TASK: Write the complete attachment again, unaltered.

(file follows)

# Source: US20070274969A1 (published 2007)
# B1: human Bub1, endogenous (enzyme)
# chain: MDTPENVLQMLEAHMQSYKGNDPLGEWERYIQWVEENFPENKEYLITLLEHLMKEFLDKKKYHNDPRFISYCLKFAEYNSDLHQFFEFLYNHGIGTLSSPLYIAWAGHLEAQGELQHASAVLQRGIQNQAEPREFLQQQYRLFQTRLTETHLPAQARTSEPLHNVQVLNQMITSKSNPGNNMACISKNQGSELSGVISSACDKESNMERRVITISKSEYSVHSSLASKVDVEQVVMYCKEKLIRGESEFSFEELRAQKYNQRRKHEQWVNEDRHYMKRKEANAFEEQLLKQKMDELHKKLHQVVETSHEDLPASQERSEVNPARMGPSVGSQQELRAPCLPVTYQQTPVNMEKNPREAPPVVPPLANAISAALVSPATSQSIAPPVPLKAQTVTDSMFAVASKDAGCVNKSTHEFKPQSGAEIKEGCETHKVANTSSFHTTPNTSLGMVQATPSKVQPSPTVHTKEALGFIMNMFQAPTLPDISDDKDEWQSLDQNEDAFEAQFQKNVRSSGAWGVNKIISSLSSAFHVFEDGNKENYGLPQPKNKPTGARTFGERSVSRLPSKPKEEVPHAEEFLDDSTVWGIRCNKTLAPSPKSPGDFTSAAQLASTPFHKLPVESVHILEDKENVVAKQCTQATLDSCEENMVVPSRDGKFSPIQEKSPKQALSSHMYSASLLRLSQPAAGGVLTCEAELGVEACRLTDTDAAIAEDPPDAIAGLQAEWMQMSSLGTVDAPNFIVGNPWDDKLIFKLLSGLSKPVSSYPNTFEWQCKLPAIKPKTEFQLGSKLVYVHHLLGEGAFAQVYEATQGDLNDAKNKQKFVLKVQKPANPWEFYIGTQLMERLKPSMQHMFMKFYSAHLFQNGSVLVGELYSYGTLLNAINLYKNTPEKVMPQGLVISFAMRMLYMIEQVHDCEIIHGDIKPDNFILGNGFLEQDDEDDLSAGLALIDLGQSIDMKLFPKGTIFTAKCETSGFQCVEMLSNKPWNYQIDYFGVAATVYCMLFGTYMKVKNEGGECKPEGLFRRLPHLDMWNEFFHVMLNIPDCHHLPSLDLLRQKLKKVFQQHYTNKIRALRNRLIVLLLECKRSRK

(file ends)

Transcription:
# Source: US20070274969A1 (published 2007)
# B1: human Bub1, endogenous (enzyme)
# chain: MDTPENVLQMLEAHMQSYKGNDPLGEWERYIQWVEENFPENKEYLITLLEHLMKEFLDKKKYHNDPRFISYCLKFAEYNSDLHQFFEFLYNHGIGTLSSPLYIAWAGHLEAQGELQHASAVLQRGIQNQAEPREFLQQQYRLFQTRLTETHLPAQARTSEPLHNVQVLNQMITSKSNPGNNMACISKNQGSELSGVISSACDKESNMERRVITISKSEYSVHSSLASKVDVEQVVMYCKEKLIRGESEFSFEELRAQKYNQRRKHEQWVNEDRHYMKRKEANAFEEQLLKQKMDELHKKLHQVVETSHEDLPASQERSEVNPARMGPSVGSQQELRAPCLPVTYQQTPVNMEKNPREAPPVVPPLANAISAALVSPATSQSIAPPVPLKAQTVTDSMFAVASKDAGCVNKSTHEFKPQSGAEIKEGCETHKVANTSSFHTTPNTSLGMVQATPSKVQPSPTVHTKEALGFIMNMFQAPTLPDISDDKDEWQSLDQNEDAFEAQFQKNVRSSGAWGVNKIISSLSSAFHVFEDGNKENYGLPQPKNKPTGARTFGERSVSRLPSKPKEEVPHAEEFLDDSTVWGIRCNKTLAPSPKSPGDFTSAAQLASTPFHKLPVESVHILEDKENVVAKQCTQATLDSCEENMVVPSRDGKFSPIQEKSPKQALSSHMYSASLLRLSQPAAGGVLTCEAELGVEACRLTDTDAAIAEDPPDAIAGLQAEWMQMSSLGTVDAPNFIVGNPWDDKLIFKLLSGLSKPVSSYPNTFEWQCKLPAIKPKTEFQLGSKLVYVHHLLGEGAFAQVYEATQGDLNDAKNKQKFVLKVQKPANPWEFYIGTQLMERLKPSMQHMFMKFYSAHLFQNGSVLVGELYSYGTLLNAINLYKNTPEKVMPQGLVISFAMRMLYMIEQVHDCEIIHGDIKPDNFILGNGFLEQDDEDDLSAGLALIDLGQSIDMKLFPKGTIFTAKCETSGFQCVEMLSNKPWNYQIDYFGVAATVYCMLFGTYMKVKNEGGECKPEGLFRRLPHLDMWNEFFHVMLNIPDCHHLPSLDLLRQKLKKVFQQHYTNKIRALRNRLIVLLLECKRSRK